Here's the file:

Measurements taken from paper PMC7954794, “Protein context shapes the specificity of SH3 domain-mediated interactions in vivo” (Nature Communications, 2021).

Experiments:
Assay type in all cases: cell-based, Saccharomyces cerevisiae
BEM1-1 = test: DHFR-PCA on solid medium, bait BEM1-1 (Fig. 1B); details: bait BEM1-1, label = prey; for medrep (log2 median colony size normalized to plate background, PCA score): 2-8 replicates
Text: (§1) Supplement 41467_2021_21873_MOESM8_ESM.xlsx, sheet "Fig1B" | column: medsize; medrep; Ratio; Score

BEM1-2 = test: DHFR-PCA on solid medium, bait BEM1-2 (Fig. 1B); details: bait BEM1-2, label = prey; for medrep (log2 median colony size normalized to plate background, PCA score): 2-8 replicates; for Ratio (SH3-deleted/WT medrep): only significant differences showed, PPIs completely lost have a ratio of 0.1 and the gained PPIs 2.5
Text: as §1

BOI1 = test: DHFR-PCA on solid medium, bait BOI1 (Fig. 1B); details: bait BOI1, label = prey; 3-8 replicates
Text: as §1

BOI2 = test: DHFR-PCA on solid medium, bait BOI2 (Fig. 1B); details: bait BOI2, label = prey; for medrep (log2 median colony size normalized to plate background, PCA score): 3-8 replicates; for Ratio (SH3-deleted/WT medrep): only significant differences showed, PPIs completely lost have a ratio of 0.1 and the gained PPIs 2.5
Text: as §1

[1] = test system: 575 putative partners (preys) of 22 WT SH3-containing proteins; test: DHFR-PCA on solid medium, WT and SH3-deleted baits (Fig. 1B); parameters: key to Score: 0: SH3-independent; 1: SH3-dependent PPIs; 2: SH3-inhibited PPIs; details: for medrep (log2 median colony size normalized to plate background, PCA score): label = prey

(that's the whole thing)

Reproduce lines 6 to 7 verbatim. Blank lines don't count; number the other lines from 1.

BEM1-2 = test: DHFR-PCA on solid medium, bait BEM1-2 (Fig. 1B); details: bait BEM1-2, label = prey; for medrep (log2 median colony size normalized to plate background, PCA score): 2-8 replicates; for Ratio (SH3-deleted/WT medrep): only significant differences showed, PPIs completely lost have a ratio of 0.1 and the gained PPIs 2.5
Text: as §1